Thursday, June 21, 2012

Tax Evasion: Its Majesty Intention

One of the key issues surrounding the qualification of tax crimes is an issue of intention. Intention (mens rea) is the attribute of tax evasion (s. 212 of the Criminal Code of Ukraine). If the tax has not been paid without the intention to do so, there is no criminal liability under s.212 of the Tax Code of Ukraine. However, given the existing practice the person who has failed to pay tax unintentionally (for instance, due to the poor knowledge of tax laws or their incorrect application) may incur criminal responsibility under s. 367 of the Tax Code of Ukraine (neglect of official duty).

There naturally arises a question as to how to determine that an intention aimed at tax evasion is in place? Undoubtedly, the main guidance here is para 3 of the Resolution of the Plenum of the Supreme Court of Ukraine dated 8 October 2004 No  15 "On Some Issues of Application of Tax Evasion Legislation" (hereinafter - "Resolution No 15"). This paragraph comprises  the non-exhaustive list of circumstances that may indicate the intention aimed at tax evasion, including:

• the absence of tax accounting records or keeping them at variance with the established procedure;
• distortions in accounting or reporting records;
• failure to register cash received for services rendered;
• maintaining dual (official and unofficial) accounting;
• the use of bank accounts not disclosed to the tax authorities;
• overstated cost of sales.

This very list is cited at almost all conferences, seminars and similar events dedicated to
tax evasion matters.

Unfortunately, the aforesaid circumstances are not formulated clearly enough to be safe in saying that there has been/has not been the intention aimed at tax evasion in a particular situation. I decided to try to go beyond the list and look at "live" criminal cases from the Unified State Register of Judgments.

Some examples from this register are outlined below.

Circumstances indicating the intention directed at tax evasion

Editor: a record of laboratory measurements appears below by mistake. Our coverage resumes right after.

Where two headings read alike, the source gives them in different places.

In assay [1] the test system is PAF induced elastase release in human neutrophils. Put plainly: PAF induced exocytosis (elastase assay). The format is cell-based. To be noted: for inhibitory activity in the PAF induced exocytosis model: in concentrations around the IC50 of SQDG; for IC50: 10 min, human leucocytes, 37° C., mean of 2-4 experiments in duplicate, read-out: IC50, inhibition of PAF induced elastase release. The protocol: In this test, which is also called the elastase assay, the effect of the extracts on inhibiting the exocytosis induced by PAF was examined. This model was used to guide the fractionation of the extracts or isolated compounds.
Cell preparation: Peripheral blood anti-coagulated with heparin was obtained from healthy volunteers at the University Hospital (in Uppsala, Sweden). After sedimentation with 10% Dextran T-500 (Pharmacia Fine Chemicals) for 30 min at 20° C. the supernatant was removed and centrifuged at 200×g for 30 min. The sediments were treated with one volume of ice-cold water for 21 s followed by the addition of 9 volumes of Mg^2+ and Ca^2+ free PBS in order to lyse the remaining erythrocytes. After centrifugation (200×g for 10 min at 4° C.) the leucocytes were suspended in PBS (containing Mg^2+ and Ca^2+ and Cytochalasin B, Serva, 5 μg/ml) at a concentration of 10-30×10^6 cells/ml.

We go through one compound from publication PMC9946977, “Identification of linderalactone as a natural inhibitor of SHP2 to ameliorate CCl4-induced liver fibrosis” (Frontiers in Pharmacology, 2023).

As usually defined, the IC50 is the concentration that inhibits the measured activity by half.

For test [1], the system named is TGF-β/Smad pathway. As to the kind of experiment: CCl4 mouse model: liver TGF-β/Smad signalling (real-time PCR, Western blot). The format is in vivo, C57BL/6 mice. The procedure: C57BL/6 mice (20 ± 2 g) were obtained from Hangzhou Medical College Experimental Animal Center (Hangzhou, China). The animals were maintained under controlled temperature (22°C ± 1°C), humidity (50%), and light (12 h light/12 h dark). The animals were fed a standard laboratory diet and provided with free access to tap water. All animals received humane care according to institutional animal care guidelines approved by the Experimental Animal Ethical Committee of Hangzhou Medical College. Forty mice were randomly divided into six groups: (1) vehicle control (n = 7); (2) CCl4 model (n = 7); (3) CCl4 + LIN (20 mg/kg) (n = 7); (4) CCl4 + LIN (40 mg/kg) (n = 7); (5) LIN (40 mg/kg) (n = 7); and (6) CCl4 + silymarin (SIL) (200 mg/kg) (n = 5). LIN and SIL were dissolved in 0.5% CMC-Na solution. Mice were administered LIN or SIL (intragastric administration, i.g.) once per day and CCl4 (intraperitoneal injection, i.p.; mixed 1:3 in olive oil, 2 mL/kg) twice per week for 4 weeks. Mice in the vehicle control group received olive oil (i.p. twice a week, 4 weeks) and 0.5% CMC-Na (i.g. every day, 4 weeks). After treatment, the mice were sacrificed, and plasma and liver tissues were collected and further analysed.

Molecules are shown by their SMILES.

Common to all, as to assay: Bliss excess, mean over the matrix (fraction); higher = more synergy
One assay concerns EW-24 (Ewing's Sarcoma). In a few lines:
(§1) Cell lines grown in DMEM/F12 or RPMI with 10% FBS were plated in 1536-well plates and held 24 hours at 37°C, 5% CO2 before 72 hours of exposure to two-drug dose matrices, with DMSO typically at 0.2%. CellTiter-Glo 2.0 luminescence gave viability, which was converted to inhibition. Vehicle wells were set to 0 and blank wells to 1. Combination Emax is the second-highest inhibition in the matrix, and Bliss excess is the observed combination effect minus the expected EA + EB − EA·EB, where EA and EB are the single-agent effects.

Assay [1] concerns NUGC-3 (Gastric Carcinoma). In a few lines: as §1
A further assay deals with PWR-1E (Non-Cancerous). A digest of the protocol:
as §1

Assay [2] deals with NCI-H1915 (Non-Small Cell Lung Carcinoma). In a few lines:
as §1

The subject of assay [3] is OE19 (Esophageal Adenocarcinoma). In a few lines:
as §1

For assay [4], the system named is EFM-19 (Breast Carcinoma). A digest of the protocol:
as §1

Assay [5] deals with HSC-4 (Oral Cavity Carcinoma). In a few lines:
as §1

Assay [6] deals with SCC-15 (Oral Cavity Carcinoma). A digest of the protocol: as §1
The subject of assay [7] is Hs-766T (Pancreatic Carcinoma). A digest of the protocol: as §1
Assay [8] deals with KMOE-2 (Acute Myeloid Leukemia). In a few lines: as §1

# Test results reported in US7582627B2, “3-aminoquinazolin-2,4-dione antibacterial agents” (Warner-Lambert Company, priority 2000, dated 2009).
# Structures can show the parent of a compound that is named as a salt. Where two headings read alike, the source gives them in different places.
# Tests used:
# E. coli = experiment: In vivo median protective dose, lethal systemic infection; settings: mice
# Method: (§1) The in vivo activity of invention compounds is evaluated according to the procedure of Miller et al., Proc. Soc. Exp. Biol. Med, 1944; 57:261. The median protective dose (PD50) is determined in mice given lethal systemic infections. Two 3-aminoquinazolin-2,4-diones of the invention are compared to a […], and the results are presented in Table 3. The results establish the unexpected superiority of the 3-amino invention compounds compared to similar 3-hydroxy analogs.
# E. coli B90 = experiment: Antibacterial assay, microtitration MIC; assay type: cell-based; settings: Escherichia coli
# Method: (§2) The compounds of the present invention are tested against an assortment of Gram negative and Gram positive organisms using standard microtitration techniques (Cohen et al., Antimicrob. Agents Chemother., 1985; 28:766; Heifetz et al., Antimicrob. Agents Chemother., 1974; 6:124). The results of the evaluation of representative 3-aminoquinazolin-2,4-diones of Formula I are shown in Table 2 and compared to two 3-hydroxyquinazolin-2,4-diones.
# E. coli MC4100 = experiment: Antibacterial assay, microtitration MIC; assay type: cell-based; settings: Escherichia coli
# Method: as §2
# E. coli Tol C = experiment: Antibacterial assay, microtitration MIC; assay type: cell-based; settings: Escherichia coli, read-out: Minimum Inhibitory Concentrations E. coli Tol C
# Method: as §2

In re Vinspetsodyag,
Zamostyanskiy District Court of Vinnytsia
To substantiate the intention aimed at tax evasion, the court, namely, referred to the following circumstances from the Resolution No 15: (i) the keeping of tax accounting record in defiance of the established procedure; (ii) distortions in accounting and reporting records.

In the court’s opinion, the tax accounting violations were evidenced by the declaration of deductable expenses/input VAT deduction related to the transactions with fictitious companies.

The distortions in the accounting/reporting documentation, according to the court, were confirmed by the expert report pursuant to which the accounting was conducted improperly (confusions in line numbers and irregularities in the cash book).

Chornuhynskiy District Court of  Poltava Region
The director’s failure to file annual corporate income tax return as well as three monthly VAT returns was regarded as an indicative of an intention leveled at tax evasion.
In re one private entreproneur, 2011,
Andrushivskiy District Court of Zhytomyr Region
The private entrepreneur exceeded the revenue threshold allowed for the simplified system of taxation and failed to shift to the general system of taxation.

As you can see, even the rather modest sampling features how inventive courts and prosecuting authorities can be while deciding on the presence of the intention aimed at tax evasion.